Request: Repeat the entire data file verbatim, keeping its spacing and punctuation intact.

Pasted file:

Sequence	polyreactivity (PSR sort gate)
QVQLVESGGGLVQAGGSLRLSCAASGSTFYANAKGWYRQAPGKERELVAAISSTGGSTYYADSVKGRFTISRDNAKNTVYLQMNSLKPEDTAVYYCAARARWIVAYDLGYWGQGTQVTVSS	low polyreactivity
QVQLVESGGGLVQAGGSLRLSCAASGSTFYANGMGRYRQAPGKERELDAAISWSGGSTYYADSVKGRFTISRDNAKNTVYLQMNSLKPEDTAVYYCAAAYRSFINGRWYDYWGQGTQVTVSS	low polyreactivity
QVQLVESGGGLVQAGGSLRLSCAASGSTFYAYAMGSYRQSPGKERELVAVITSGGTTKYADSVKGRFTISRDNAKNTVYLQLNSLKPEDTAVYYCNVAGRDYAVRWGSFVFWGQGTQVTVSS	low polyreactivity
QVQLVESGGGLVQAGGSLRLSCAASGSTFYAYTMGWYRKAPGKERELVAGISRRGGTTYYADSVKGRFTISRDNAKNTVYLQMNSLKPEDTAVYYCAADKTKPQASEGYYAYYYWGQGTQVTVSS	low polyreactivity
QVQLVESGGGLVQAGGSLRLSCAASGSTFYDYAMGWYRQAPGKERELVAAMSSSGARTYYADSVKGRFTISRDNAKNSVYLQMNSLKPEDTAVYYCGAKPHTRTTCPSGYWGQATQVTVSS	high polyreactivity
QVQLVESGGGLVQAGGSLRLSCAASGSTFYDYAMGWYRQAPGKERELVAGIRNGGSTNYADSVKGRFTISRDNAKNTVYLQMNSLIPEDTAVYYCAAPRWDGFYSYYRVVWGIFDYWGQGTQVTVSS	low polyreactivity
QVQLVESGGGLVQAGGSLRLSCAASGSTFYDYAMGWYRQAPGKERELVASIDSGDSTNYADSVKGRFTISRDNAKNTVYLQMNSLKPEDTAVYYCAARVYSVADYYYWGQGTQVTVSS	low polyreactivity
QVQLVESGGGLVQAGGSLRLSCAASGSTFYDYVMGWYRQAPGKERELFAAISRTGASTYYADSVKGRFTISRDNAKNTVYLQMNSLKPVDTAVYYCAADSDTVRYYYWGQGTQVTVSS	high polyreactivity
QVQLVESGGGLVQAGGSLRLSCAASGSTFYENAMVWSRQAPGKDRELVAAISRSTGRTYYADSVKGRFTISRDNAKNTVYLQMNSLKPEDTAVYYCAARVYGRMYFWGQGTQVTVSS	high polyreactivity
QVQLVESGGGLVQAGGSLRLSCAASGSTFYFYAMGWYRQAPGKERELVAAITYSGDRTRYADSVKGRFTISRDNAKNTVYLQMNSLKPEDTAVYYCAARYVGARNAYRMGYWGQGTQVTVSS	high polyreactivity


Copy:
Sequence	polyreactivity (PSR sort gate)
QVQLVESGGGLVQAGGSLRLSCAASGSTFYANAKGWYRQAPGKERELVAAISSTGGSTYYADSVKGRFTISRDNAKNTVYLQMNSLKPEDTAVYYCAARARWIVAYDLGYWGQGTQVTVSS	low polyreactivity
QVQLVESGGGLVQAGGSLRLSCAASGSTFYANGMGRYRQAPGKERELDAAISWSGGSTYYADSVKGRFTISRDNAKNTVYLQMNSLKPEDTAVYYCAAAYRSFINGRWYDYWGQGTQVTVSS	low polyreactivity
QVQLVESGGGLVQAGGSLRLSCAASGSTFYAYAMGSYRQSPGKERELVAVITSGGTTKYADSVKGRFTISRDNAKNTVYLQLNSLKPEDTAVYYCNVAGRDYAVRWGSFVFWGQGTQVTVSS	low polyreactivity
QVQLVESGGGLVQAGGSLRLSCAASGSTFYAYTMGWYRKAPGKERELVAGISRRGGTTYYADSVKGRFTISRDNAKNTVYLQMNSLKPEDTAVYYCAADKTKPQASEGYYAYYYWGQGTQVTVSS	low polyreactivity
QVQLVESGGGLVQAGGSLRLSCAASGSTFYDYAMGWYRQAPGKERELVAAMSSSGARTYYADSVKGRFTISRDNAKNSVYLQMNSLKPEDTAVYYCGAKPHTRTTCPSGYWGQATQVTVSS	high polyreactivity
QVQLVESGGGLVQAGGSLRLSCAASGSTFYDYAMGWYRQAPGKERELVAGIRNGGSTNYADSVKGRFTISRDNAKNTVYLQMNSLIPEDTAVYYCAAPRWDGFYSYYRVVWGIFDYWGQGTQVTVSS	low polyreactivity
QVQLVESGGGLVQAGGSLRLSCAASGSTFYDYAMGWYRQAPGKERELVASIDSGDSTNYADSVKGRFTISRDNAKNTVYLQMNSLKPEDTAVYYCAARVYSVADYYYWGQGTQVTVSS	low polyreactivity
QVQLVESGGGLVQAGGSLRLSCAASGSTFYDYVMGWYRQAPGKERELFAAISRTGASTYYADSVKGRFTISRDNAKNTVYLQMNSLKPVDTAVYYCAADSDTVRYYYWGQGTQVTVSS	high polyreactivity
QVQLVESGGGLVQAGGSLRLSCAASGSTFYENAMVWSRQAPGKDRELVAAISRSTGRTYYADSVKGRFTISRDNAKNTVYLQMNSLKPEDTAVYYCAARVYGRMYFWGQGTQVTVSS	high polyreactivity
QVQLVESGGGLVQAGGSLRLSCAASGSTFYFYAMGWYRQAPGKERELVAAITYSGDRTRYADSVKGRFTISRDNAKNTVYLQMNSLKPEDTAVYYCAARYVGARNAYRMGYWGQGTQVTVSS	high polyreactivity